Ancestral Wisdom + Motherhood - The Global Sisterhood
Skip to toolbar
Share On Facebook
Share On Twitter
Share On Pinterest
Contact us


I finally got my almost two year old down for his nap. After futzing around on social media a bit while he lay snuggled against my body, I finally extract my nipple from between his lips and my body from the king mattress on the floor of my bedroom that we share. I creep down the stairs and step over the eruption of toys and half folded laundry load covering the kitchen floor to get to the sink for a drink of water.


My thirst never quite feels satiated entering month 21 of breastfeeding my son. I know my aching joints feel depleted from all this nurturing-another-being-off-my-breasts and mostly forgetting to take my vitamins to replenish or otherwise rightly care for my body as she was cared for before Nyvon came along. Oh and my nipples, they are screaming for me to wean. But my heart is not quite ready. It’s getting there, just not quite yet.

Photo by Annie Spratt

It’s almost 2 pm. I’m still in my pajamas, I haven’t brushed my teeth yet, and definitely haven’t showered. As I gulp down a glass of water, my mind is on how quickly I can do the bare minimum of tidying up to get this joint in nominal working order so as to steal a moment out of the mundane planes of existence that threaten to overtake the break times from toddler mothering.

Out my kitchen window, I face the two story garage studio that I turned into the Feminist Sanctuary, a dedicated gathering space for our collective feminine rising. As always, it’s calling me to come play. What goes on in this space makes my heart absolutely soar. If you could see my energetic connection to this entity, it would look like a ruby filled river of gold coming out from my heart, rooting into the earth below to forge a path to its foundation, then weaving a gloriously intricate web to envelop its stucco walls and tiled roof in a yolk of protection and love. Over the last several months, I’ve been devotionally building this sanctuary as a temple to the divine feminine – circling, healing, communicating with our ancestors and co-creating with some incredible women in my community in Santa Monica, California.

Photo by Danielle Klebanow

This space was born more or less overnight around the beginning of this year. My baby had just turned one. The all consuming fog of my first year as a mother was just starting to lift. As I was doing dishes and looking out on my patio and yard, I felt visceral sense of feeling trapped. A house to keep up, endless dishes, laundry, dog hair, clutter, and not enough help from my husband who was gone working all the time at his high pressure job. Most of my energy was dedicated to caring for my son (a role that I truly adore) with a lot of energy otherwise wasted in frustration at feeling I had been used as a pawn to fulfill desires not my own. I kept telling myself it didn’t make sense to start any endeavor because eventually I’d get pregnant again and be zapped back in to the baby vortex. We moved back to LA to be near my husband’s family, and to be in a bigger city for his work opportunities. I always thought I would land off the grid, but the opposite came to be.

Like so many of you, my slow and spiraling awakening in this lifetime continues to come in fits and starts through myriad experiences, some I choose, others I don’t. And this? Could I have possibly chosen this? I knew the hamster wheel of conventional householder life in our materialistic world was never something I wanted. And yet here I was, deep in the patriarchal framework, responsible for taking care of the house and kid while my husband goes out in the world to fight for our bread. Despite a life quite full of privilege and blessings, my cloak of victimhood felt suffocating.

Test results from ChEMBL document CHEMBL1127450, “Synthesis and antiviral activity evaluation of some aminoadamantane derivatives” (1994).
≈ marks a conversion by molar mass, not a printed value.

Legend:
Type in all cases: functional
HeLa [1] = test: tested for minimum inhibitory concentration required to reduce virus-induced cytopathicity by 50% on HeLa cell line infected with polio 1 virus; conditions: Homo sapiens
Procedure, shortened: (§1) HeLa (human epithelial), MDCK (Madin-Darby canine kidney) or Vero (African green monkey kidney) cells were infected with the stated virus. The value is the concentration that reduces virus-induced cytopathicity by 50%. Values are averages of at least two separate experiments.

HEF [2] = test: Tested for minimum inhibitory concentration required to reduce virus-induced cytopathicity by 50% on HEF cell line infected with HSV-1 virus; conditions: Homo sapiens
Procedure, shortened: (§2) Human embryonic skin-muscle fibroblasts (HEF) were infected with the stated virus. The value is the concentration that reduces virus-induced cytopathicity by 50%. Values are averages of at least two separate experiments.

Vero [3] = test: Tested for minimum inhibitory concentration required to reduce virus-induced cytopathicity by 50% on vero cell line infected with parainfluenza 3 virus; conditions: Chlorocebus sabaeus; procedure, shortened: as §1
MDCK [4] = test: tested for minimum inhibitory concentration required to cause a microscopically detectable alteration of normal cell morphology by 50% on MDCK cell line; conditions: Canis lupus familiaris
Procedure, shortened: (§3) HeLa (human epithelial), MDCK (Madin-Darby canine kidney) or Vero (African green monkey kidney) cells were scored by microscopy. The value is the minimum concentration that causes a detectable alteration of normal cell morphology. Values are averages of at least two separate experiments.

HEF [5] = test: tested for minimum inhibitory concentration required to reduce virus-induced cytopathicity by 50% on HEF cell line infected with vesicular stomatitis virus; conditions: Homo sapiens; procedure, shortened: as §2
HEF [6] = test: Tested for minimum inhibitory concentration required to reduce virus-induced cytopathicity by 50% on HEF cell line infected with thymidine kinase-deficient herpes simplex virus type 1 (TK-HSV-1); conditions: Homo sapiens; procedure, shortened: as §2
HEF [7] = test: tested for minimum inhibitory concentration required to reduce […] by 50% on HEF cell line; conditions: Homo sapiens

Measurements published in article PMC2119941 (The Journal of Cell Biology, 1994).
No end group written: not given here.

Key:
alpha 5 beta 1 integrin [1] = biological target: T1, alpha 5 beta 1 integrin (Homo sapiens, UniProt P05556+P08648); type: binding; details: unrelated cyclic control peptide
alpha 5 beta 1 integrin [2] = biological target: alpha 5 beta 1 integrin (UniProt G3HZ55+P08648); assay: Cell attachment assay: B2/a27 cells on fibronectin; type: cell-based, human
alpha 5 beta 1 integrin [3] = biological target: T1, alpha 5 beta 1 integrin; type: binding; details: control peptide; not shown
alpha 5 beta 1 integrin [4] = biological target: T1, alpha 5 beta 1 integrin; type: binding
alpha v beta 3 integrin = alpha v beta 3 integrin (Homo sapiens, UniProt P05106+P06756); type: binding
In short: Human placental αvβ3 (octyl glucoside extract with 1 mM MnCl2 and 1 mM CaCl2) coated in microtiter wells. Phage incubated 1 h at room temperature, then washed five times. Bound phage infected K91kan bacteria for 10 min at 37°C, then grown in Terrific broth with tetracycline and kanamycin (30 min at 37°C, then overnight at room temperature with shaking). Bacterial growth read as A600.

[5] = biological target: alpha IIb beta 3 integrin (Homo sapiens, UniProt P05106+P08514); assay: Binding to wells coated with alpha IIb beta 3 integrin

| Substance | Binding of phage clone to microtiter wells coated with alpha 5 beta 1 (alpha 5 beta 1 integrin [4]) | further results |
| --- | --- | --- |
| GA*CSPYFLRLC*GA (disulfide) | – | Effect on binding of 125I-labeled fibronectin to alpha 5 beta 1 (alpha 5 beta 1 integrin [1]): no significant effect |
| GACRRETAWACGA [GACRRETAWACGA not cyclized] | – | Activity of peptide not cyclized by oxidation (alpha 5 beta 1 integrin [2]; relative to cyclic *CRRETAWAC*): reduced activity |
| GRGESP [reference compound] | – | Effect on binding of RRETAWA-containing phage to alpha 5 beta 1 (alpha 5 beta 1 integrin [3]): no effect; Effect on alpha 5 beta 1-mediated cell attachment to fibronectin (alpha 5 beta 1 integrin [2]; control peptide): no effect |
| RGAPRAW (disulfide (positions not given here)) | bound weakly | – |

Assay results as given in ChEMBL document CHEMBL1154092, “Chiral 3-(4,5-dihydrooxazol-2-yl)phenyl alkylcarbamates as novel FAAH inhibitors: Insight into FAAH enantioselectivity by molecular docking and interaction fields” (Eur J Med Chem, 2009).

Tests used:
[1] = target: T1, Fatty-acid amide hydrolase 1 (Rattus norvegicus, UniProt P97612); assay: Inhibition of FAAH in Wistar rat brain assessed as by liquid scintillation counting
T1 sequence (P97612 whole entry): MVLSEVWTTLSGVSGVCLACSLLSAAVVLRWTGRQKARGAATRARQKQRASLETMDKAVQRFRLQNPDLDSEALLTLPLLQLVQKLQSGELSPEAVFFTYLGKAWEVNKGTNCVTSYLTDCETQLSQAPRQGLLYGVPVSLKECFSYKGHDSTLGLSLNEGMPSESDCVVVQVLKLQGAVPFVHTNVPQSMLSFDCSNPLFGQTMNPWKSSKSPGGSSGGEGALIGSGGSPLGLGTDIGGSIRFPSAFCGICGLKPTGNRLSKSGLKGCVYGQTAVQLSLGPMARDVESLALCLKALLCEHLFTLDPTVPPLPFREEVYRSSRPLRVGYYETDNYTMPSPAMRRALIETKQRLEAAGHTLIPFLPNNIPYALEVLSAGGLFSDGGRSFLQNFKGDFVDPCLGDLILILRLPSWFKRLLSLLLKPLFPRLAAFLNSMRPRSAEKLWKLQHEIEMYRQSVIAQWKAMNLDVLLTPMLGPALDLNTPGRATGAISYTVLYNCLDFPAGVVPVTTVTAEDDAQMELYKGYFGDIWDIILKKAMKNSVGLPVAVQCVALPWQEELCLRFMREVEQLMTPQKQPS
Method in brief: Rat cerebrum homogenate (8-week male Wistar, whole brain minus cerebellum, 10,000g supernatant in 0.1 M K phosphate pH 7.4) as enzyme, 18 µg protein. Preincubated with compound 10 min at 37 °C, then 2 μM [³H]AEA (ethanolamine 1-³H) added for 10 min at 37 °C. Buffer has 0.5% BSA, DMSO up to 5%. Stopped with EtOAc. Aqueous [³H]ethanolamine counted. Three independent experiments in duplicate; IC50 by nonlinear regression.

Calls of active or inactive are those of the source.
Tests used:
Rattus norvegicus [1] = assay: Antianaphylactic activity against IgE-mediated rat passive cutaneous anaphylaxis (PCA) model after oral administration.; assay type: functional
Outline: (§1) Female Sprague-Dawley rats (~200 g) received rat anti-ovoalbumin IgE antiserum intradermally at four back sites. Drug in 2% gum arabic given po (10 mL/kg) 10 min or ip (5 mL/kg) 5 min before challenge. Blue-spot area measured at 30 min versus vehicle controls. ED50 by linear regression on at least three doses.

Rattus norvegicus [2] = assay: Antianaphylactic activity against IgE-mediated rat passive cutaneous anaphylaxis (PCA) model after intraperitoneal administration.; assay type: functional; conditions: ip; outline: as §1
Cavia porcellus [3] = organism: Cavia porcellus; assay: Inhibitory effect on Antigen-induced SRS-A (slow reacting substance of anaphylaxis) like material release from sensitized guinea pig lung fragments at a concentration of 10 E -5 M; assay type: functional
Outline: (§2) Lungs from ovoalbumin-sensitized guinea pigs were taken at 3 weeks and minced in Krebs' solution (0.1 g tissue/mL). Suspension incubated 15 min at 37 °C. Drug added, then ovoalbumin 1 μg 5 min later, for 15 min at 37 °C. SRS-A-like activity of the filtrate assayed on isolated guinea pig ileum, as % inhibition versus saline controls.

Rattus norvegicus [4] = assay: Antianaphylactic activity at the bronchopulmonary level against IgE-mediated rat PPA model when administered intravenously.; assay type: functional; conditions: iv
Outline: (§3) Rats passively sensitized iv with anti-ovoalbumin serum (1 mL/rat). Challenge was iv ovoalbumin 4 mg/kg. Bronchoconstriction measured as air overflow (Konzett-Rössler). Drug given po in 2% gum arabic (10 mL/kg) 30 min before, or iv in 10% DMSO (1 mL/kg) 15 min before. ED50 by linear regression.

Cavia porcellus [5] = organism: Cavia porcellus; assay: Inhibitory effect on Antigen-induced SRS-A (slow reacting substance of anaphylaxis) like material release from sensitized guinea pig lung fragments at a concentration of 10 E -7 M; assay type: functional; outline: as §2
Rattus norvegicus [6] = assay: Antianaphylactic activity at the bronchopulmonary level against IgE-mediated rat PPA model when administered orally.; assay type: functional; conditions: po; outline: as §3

Photo by Julian Howard

But then I realized: my heart had led me here. And it will also lead me out. My husband and I have a glorious love story that continues to unfold, even if these days we need frequent couples counseling. We were basically smacked over the head by Cupid when we reconnected seven years after dating in college. And unlike other deep love affairs I had in my twenties, there was never a deal breaker to bring this one to a screeching halt. And so, after courting for a couple years, we married. A couple years after that, we moved to LA and had our son Nyvon. My husband is loving, kind, and generous. But over our almost seven years together, I nearly lost myself.

His family is Persian, and when we first got together, I was seduced by Iranian American culture. The community is strong, confident in its traditions and deeply connected to its beautiful and heartbreaking history. My family’s immigrant story and its accompanying trauma, on this other hand, left us largely disassociated from our origins. I dove into this new culture, my soul desperate for some sense of rootedness on stolen land and my ego desperate to fit in. I cooked for him, cleaned up after him, and tended to him, really as if he were a child. This was how I had observed men taken care of in his culture. He didn’t ask me to treat him this way, but he did come to enjoy and expect it.

Photo by Steven Su

Over time, my wise and wild soul, that I had previously spent so much time making space for, got all boxed up and put in the closet as I was tidying up like the perfect wife I was trying so hard to be. Although I had started to recognize the damaging patterns we’d co-created, it was really after we had our baby that I realized the patriarchal gender roles and lack of equality in our household were no longer working for me.

At the same time, the #metoo movement was in full force, and I felt deeply triggered. The last straw for me came when the Aziz Ansari story broke in January.  While on a first date with a woman, in his home, he basically tried to use his power and “charm” to get her to have sex with him, despite her verbal and nonverbal cues to slow down. When her story came out, many people sided with Ansari, justifying that he was “just being a guy” and that she could have left the situation. Our bodies are sacred vessels that create life and embody souls on to this planet. For it to be deemed acceptable for a woman to feel obligated to have intercourse after a bad dinner date shows how sick our society is right now.